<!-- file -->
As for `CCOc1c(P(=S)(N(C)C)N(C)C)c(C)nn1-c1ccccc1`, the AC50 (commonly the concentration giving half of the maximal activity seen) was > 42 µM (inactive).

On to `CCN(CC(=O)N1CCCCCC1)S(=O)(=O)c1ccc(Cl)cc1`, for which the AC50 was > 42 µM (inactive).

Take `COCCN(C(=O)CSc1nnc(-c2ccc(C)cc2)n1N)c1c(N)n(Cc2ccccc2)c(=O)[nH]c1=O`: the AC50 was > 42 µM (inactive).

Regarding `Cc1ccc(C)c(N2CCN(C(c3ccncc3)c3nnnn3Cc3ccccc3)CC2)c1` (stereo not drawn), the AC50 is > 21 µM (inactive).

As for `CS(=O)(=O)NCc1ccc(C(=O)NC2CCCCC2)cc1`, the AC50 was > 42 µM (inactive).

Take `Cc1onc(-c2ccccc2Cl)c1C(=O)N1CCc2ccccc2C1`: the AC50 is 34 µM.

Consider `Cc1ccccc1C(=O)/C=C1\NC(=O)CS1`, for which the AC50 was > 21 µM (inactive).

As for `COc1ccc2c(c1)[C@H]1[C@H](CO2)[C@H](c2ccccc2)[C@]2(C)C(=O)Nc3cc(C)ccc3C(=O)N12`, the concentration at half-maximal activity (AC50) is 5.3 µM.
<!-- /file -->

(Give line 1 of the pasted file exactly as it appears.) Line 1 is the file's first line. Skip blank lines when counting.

As for `CCOc1c(P(=S)(N(C)C)N(C)C)c(C)nn1-c1ccccc1`, the AC50 (commonly the concentration giving half of the maximal activity seen) was > 42 µM (inactive).